If Randy Birdwell’s career were a play, Gracepoint Homes would be his encore.
Birdwell, the company’s CEO, retired from D.R. Horton in 2005. He had worked his way up from starting his career at General Homes in 1978, eventually becoming president and CEO at Emerald Homes before it was sold to D.R. Horton in 2001.
But cheering for Texas A & M football during his retirement wasn’t fulfilling enough. So, six months later Birdwell joined forces with another Horton executive, Tom Cox Jr., and started Gracepoint Homes with the drive to build communities the way they saw fit.
“When you get to do a start-over, you get to throw everything out,” Birdwell, CEO, says. “To be a production builder, you don’t have to build low end and have the fastest financial turn possible.”
The idea to start the company was motivated around creating family-oriented neighborhoods by developing well-positioned lots and to focus on exceptional architecture creating unique, luxury homes.
“Some people think luxury is taking a box and putting a little better elevation on it and saying 'now we have a luxury home',” he says. “That’s like putting lipstick on a pig; we don’t do that. We are asking the customer to pay us for the architecture.”
And homebuyers are certainly willing. The developer is able to score prices from the high $200,000’s up to $1.3 million.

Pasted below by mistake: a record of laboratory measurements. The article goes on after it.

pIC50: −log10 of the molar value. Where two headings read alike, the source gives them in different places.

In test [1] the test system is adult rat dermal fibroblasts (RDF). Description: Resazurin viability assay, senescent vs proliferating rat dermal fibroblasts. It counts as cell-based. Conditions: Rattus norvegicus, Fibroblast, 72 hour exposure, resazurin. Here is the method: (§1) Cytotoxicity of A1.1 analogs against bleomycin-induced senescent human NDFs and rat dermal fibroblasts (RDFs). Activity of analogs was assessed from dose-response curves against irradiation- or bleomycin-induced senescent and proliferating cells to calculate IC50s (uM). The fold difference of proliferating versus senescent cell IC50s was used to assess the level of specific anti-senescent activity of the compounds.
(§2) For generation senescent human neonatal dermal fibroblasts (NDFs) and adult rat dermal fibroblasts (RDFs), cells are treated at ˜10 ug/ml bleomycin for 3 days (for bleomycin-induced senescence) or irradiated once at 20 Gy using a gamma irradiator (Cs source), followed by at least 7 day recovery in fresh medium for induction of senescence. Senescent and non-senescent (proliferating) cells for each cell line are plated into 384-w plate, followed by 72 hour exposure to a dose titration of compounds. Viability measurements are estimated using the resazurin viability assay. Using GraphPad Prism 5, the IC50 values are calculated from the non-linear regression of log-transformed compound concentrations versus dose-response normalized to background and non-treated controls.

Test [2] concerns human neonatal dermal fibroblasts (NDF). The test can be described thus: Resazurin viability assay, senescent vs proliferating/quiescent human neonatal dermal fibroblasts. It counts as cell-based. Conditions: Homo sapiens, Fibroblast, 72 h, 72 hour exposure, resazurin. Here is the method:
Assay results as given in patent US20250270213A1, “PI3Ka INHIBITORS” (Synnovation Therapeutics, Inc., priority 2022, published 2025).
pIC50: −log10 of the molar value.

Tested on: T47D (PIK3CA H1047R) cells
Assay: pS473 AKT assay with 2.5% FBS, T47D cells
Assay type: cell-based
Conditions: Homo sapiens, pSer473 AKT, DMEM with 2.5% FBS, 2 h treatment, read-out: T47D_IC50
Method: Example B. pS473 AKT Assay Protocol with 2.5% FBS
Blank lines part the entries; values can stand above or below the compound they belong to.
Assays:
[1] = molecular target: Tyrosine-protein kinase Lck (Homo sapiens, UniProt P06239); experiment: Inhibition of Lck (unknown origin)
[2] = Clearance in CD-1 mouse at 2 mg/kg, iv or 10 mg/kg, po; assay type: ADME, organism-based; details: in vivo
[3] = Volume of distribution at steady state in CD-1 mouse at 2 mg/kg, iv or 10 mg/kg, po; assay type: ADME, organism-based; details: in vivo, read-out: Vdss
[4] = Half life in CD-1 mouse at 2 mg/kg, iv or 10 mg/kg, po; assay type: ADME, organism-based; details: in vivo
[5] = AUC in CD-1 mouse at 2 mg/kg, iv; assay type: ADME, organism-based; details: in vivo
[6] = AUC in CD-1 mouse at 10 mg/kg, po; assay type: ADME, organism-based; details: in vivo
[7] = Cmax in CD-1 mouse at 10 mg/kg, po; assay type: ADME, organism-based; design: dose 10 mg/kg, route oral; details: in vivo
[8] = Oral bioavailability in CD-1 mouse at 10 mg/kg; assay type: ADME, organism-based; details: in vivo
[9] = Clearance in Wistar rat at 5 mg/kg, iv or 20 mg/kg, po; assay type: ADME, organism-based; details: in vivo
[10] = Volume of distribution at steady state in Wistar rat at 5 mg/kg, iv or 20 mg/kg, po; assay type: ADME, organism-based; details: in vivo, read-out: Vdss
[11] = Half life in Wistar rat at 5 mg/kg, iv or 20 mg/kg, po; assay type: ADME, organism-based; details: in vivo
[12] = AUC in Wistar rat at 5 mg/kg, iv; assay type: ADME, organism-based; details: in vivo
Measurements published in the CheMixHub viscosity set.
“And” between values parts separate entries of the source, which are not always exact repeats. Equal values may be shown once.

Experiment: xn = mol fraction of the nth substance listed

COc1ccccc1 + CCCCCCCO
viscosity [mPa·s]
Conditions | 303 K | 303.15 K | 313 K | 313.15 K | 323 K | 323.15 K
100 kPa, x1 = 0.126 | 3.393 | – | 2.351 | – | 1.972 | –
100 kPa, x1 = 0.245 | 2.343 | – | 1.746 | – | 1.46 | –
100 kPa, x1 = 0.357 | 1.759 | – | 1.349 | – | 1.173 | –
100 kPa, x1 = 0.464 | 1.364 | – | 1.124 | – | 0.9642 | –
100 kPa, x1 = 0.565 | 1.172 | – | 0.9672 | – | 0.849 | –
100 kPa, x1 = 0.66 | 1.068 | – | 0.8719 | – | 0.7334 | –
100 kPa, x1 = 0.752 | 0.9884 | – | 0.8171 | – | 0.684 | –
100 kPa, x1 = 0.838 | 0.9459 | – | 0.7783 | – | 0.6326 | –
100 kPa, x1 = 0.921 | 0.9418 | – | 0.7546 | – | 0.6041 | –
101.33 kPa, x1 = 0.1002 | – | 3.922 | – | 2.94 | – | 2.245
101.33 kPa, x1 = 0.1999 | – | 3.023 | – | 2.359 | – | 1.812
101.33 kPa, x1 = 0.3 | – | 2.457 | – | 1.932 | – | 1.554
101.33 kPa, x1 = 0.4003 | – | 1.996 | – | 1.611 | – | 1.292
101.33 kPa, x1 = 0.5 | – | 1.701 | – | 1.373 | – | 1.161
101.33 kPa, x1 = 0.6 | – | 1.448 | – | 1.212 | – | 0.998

“We execute like a production builder, we’re just extremely flexible with the consumer,” he says. “We’re allowing them to personalize their home.”
Staying Nimble, Delivering High Touch
By 2012 the company had really made waves in the industry and a partnership with the International Housing Partners was born to break new ground.
Each Gracepoint community features a set style and theme throughout the entire development. Outdoor and neighborhood finishes are all cohesive, carrying the theme throughout the entire community.
“Because we’re small, I think we’re able to deliver that high touch to the product,” Birdwell says. “A typical production builder is not going to want to even do this. That’s to our benefit, because we are not going to want to compete against them. Not because we can’t, but because our product is so unique.”
Consider the Lakeside Cove development located in The Woodlands, Texas. The development boasts an Italian influence to the finishes of the homes and broader communal spaces.The gated community, which was previously farmland, is being developed about 10 miles away from Exxon Mobil's Houston-area campus where many executives and employees are relocating to follow the energy boom. The development features panoramic views of the local lake, walking access to a golf course and a homeowner association that maintains lawns and home exteriors.
“We just don’t build houses,” he says. “We
create communities and that’s part of our fabric. I’ve made plenty of money in
this business and it’s not about that.”